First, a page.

Colorado scores two more #WaterWins to help address worsening drought and capture federal funds

As Colorado’s drought worsens with the snowpack melting at a ridiculous rate, the state Legislature has stepped up by sending two key bills to the governor’s desk to increase funding for water conservation, river health and ecosystem restoration.

The new funding will help Colorado take advantage of even more federal infrastructure dollars approved last year in the Bipartisan Infrastructure Law, which dedicates $8.3 billion to western water projects.

Here is a quick rundown on the new water legislation, which Gov. Jared Polis is expected to sign any day, and why it is crucial for building water resilience in the Centennial State:

1. Lawmakers prioritize wildfire and watershed health.

HB 1379  bill allocates $20 million in federal dollars from the American Rescue Plan Act for watershed projects and staffing, both at state and local levels. Of that, $10 million would go to the Colorado Water Conservation Board’s construction fund for post-fire restoration and flood mitigation grants. It includes $3 million for projects that address the risk of wildfires, which can directly harm water quality and fish health, while promoting watershed resilience.

The legislation also adds local capacity to leverage state dollars to capture federal infrastructure funding.

The Cal-Wood Fire in 2000 consumed 5,000 acres in about five hours and a total of more than 10,110 acres, becoming the largest fire in Boulder County, Colorado, history. It affected downstream communities and water assets.

2. Sports betting will funnel more dollars to water projects and programs for problem gaming.

Led by Speaker Alec Garnett (D-Denver) and Sen. Chris Hansen (D-Denver) and a whole host of other legislators who realize the importance of water investments in Colorado, HB 1402 expands funding for gaming addiction programs tenfold to $2.5 million a year and increases water funding by 50% by closing tax loopholes.

Since it was approved by voters in 2019, legalized sports betting has generated $17.7 million for water projects, which will be awarded this summer. This legislation should produce an additional $90 million for water over the next 10 years.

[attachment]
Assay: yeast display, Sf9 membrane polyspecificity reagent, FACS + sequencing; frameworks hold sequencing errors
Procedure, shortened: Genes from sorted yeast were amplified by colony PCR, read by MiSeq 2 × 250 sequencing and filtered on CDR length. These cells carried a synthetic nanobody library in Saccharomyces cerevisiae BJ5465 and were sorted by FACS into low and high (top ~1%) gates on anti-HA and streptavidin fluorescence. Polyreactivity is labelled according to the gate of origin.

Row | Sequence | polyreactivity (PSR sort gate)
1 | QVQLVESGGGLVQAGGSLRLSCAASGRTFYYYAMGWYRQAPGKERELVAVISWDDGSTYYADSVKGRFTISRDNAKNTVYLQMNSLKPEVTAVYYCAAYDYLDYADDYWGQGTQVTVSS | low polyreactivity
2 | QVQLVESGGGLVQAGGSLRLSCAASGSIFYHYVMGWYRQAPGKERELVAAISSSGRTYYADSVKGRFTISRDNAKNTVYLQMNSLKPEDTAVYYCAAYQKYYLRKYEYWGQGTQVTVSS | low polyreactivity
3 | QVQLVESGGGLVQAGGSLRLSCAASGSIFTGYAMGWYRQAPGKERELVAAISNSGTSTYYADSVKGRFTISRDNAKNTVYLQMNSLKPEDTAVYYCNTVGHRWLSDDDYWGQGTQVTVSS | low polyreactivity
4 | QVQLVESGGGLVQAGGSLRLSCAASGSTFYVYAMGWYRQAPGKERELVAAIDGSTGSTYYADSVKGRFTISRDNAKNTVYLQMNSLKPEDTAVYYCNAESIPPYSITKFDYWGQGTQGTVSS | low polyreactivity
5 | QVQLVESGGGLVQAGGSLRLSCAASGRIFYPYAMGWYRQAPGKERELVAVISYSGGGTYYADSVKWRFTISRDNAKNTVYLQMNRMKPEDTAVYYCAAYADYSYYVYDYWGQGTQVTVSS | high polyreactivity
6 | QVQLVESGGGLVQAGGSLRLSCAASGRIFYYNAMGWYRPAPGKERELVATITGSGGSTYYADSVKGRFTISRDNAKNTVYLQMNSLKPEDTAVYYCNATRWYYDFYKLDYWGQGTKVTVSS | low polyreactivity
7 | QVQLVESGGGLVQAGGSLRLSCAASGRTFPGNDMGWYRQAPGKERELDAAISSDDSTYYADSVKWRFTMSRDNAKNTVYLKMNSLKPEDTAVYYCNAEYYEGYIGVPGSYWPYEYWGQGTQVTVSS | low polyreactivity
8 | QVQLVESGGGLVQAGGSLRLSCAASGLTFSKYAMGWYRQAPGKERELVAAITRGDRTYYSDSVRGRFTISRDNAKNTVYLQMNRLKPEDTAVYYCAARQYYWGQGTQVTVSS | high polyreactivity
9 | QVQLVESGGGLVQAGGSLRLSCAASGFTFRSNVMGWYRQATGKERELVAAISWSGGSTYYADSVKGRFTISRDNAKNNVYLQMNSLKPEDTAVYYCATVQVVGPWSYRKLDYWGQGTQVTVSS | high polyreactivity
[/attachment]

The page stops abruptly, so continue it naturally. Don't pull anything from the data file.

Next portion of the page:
3. Funding provides another down payment on water resilience.

This water legislation demonstrates state leaders are continuing to take climate change seriously. And they should, because snowpack from the Rockies that feeds our rivers and reservoirs continues to shrink at alarming rates. Most recently, this resulted in an extraordinary decision by the Bureau of Reclamation to hold nearly 500,000 acre-feet of water in Lake Powell to prevent some areas from completely running out of water and hydropower.

As more federal funding becomes available through the Bipartisan Infrastructure Law, putting this money to work quickly and creatively through a wide variety of projects on the ground will be critical to building resilience to climate change and more intense droughts.

Colorado’s Water Plan identified a funding gap of $100 million annually for 30 years to conserve and protect key elements of the state’s water system, including the environment, in the face of climate change and a growing population. This latest round of water funding approved by the Legislature is another important step to closing that gap and positioning Colorado for success.

Unfortunately, however, drought conditions have worsened considerably and more quickly than Colorado’s Water Plan anticipated, further stressing limited water resources. Colorado leaders need to continue efforts to secure additional funding to fully address this massive challenge of our time.

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